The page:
October 29, 2006
Don't Look Now
Don't Look Now by Daphne du Maurier
Finished on 10/20/06
Rating: A- (8/10 Very Good)
As I recently mentioned, there’s been a plethora of reading challenges within the book-blogging community. I didn’t join in on Carl’s R.I.P. Fall Reading Challenge since I was busy with my own challenge. However, after a month of classics, I decided to wrap it up and move on to something else. With Halloween coming up, I got an itch to read something creepy and gothic. While perusing my TBR shelves, I came across a copy of Daphne du Maurier’s Don’t Look Now. I have no idea where this book came from! It’s an old hardcover with a dust jacket that I can’t seem to locate anywhere online. Either my mom sent it or I picked it up at a library sale or grabbed it from a traveling book box. Who knows?!
Rod and I were on a Hitchcock kick a few years ago and among others, we rented The Birds and Rebecca, but I’ve never read any of du Maurier’s books. (Maybe that’s when I got the book! After our Hitchcock marathon.)
Anyhow, I wasn’t sure what to expect, especially once it dawned on me that I was about to read a collection of short stories and not a novel. I am not a big fan of short stories. I’m always disappointed in them. Just as I’m settling into the narrative and feeling a sense of familiarity with the characters, boom, it’s all over!
Looking through my reading journals, I only come up with a few short story titles that I’ve read: Hateship, Friendship, Courtship, Loveship, Marriage: Stories by Alice Munro; The Love of a Good Woman: Stories by Alice Munro; Ordinary Life: Stories by Elizabeth Berg; and a few collections of shorts by Rosamunde Pilcher. As I recall, I loved the Berg collections, but she’s one of my favorite authors and I’d probably be quite content reading her grocery list. The others were disappointing and I’d pretty much resigned myself to not reading shorts ever again. Part of my displeasure is that none of the stories are memorable, even after just a few days, let alone years.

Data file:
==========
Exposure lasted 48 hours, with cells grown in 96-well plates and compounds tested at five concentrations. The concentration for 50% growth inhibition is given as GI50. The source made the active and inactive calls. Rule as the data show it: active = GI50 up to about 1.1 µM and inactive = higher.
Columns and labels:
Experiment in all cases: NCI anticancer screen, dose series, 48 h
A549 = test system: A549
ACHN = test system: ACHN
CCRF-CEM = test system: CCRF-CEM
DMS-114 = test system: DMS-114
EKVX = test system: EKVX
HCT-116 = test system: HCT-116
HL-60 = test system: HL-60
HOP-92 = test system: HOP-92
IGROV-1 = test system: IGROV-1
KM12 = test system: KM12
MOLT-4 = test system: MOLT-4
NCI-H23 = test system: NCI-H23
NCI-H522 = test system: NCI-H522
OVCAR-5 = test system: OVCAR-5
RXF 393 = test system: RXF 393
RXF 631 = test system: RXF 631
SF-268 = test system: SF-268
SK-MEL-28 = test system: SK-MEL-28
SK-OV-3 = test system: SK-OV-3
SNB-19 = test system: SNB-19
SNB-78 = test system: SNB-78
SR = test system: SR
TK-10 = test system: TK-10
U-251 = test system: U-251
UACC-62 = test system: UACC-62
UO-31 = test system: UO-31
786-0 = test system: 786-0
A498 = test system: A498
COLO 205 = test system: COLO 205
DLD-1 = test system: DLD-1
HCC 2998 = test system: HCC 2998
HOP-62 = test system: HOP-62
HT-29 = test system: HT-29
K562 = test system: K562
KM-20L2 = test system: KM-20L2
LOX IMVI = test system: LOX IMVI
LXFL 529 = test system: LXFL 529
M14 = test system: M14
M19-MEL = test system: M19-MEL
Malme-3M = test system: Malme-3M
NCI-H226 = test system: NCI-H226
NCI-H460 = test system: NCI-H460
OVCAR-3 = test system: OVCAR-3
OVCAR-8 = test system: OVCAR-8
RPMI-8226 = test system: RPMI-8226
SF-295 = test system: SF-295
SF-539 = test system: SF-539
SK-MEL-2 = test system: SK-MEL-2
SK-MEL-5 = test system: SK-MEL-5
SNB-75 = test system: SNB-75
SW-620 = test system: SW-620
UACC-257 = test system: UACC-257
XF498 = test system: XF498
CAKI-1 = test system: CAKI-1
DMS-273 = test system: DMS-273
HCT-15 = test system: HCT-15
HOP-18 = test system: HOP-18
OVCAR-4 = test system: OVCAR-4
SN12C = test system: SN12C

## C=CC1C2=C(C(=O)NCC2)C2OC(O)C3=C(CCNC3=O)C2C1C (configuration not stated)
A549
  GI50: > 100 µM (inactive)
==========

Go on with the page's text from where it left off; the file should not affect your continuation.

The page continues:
That said, I was absolutely spellbound and pleasantly surprised when I finished du Maurier’s Don’t Look Now. All but one of the five stories were fantastic, each dripping with sinister suspense and mystery. These psychological thrillers are not chock full of intense action. Instead, internal drama and foreboding tension overshadow the actual plot. The conclusion of “A Border-Line Case” had me shaking my head in disbelief, wondering how in the world I hadn't seen such an obvious finale looming. (I don’t feel too ignorant. Rod didn’t see it coming, either!) Then again, perhaps that's what makes for a satisfying resolution to a mystery: You're amazed that you hadn't seen it coming, but looking back, you see that it was inevitable--it had to end the way it did.
I can picture each and every one of these stories on the big screen and was pleased to hear that Donald Sutherland and Julie Christie starred in one of my favorites, “Don’t Look Now,” which we’ve just received from Netflix. I can’t wait to curl up with a bowl of popcorn and a brownie (or two!) and see if the film is as good as the story.
It occurred to me that I may have misjudged the genre of short stories. Perhaps it’s as simple as just not caring for Alice Munro. And that Rosamunde Pilcher’s sagas are better suited than short stories to her style of descriptive writing. I don’t think I’ll be quite so quick to dismiss short stories in the future. These were great fun and I have a feeling I’ll be ready to read them again next year. du Maurier was quite a prolific author, writing numerous novels, short stories, plays and biographies, and I plan to peruse her bibliography for future ideas, perhaps in time for next year’s R.I.P. challenge. Until then, I have The Collected Stories of Eudora Welty, The Complete Short Stories of Mark Twain and Tales of O. Henry (sixty-two stories!) to keep me occupied. Those should last me a while, don’t you think?